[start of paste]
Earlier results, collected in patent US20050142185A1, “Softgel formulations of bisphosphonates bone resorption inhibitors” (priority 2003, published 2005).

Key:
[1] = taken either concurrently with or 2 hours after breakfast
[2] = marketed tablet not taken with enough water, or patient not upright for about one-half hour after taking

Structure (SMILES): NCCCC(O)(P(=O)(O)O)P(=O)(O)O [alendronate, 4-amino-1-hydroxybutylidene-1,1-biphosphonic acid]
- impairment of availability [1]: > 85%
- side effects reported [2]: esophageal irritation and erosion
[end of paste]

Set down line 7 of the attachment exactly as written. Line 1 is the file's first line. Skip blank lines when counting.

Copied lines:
- side effects reported [2]: esophageal irritation and erosion